Bottom Line: The simulation results indicated that lung capacitance or the inertance of air is also not a factor in the non-uniformity of HFCC airflow signals.Although not perfect, our circuit analogue model allows us to effectively simulate the nonlinear characteristics of the respiratory system.We found that the amplitudes of HFCC airflow signals behave as a function of spontaneous airflow signals.

View Article: PubMed Central - HTML - PubMed

Affiliation: Department of Electrical and Computer Engineering, University of Minnesota, Minneapolis, MN, USA. sohn0015@umn.edu

ABSTRACT

Background: High frequency chest compression (HFCC) is a useful and popular therapy for clearing bronchial airways of excessive or thicker mucus. Our observation of respiratory airflow of a subject during use of HFCC showed the airflow oscillation by HFCC was strongly influenced by the nonlinearity of the respiratory system. We used a computational model-based approach to analyse the respiratory airflow during use of HFCC.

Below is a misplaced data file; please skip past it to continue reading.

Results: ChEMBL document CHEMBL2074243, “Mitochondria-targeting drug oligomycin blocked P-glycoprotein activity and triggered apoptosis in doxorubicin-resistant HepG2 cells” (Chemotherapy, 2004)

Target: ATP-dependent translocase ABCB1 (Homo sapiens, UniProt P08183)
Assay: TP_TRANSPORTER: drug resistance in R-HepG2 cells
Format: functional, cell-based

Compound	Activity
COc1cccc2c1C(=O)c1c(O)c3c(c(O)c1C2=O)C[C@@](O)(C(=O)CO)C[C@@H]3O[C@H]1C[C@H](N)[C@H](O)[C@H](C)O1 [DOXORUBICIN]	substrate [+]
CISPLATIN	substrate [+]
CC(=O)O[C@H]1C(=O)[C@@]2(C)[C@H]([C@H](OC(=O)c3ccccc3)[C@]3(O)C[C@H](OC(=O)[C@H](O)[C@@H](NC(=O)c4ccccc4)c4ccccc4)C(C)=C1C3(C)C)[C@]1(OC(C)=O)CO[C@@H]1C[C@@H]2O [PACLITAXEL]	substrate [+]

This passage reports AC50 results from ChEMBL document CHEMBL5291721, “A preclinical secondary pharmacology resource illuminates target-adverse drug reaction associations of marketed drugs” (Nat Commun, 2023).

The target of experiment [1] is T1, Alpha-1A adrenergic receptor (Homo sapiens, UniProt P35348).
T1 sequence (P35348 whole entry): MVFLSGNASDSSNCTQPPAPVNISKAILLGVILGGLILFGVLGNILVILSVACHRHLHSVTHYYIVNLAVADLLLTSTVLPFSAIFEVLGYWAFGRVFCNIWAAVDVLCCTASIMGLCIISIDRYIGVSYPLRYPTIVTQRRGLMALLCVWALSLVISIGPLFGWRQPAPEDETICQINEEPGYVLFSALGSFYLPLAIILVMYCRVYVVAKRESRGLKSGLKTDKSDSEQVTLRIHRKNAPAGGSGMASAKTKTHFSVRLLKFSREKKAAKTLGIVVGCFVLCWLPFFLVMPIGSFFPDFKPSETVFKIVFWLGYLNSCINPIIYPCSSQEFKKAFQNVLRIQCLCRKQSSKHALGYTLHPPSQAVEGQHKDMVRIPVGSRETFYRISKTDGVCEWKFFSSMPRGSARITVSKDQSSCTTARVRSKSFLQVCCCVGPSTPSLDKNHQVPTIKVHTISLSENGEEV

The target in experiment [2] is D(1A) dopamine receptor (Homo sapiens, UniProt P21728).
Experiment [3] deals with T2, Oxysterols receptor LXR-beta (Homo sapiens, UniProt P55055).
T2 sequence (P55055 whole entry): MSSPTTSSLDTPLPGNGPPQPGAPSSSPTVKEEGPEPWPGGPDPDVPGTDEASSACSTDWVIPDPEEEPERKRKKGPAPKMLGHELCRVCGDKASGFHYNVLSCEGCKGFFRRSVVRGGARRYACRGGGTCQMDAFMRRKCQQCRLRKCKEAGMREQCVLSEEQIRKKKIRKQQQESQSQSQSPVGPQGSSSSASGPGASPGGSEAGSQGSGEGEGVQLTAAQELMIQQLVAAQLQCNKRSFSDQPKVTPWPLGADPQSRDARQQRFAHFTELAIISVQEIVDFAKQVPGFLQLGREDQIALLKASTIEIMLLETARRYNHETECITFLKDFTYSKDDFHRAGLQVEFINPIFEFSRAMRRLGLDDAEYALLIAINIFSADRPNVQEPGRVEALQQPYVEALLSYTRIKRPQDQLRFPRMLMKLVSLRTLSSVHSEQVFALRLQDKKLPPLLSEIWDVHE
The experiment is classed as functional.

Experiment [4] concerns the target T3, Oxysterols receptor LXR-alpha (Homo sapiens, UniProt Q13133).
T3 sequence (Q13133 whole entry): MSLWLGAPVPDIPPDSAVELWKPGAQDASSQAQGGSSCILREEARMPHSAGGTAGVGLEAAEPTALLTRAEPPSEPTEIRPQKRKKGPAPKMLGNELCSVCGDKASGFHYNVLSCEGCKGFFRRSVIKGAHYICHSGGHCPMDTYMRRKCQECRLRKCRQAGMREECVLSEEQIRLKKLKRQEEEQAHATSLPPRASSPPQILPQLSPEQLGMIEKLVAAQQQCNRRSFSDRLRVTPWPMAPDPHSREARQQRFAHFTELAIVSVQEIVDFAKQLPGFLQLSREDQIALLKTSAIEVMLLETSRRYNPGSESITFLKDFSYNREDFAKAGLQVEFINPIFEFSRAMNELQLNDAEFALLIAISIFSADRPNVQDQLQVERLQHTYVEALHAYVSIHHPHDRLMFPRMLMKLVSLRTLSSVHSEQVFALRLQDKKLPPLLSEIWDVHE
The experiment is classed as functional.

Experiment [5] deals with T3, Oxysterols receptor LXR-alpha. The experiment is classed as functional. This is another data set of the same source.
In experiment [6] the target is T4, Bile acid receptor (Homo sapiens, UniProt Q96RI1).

Methods: The computational model, which is based on previous physiological studies and represented by an electrical circuit analogue, was used for simulation of in vivo protocol that shows the nonlinearity of the respiratory system. Besides, airflow was measured during use of HFCC. We compared the simulation results to either the measured data or the previous research, to understand and explain the observations.

Results and discussion: We could observe two important phenomena during respiration pertaining to the airflow signal oscillation generated by HFCC. The amplitudes of HFCC airflow signals varied depending on spontaneous airflow signals. We used the simulation results to investigate how the nonlinearity of airway resistance, lung capacitance, and inertance of air characterized the respiratory airflow. The simulation results indicated that lung capacitance or the inertance of air is also not a factor in the non-uniformity of HFCC airflow signals. Although not perfect, our circuit analogue model allows us to effectively simulate the nonlinear characteristics of the respiratory system.

Conclusion: We found that the amplitudes of HFCC airflow signals behave as a function of spontaneous airflow signals. This is due to the nonlinearity of the respiratory system, particularly variations in airway resistance.

Show MeSH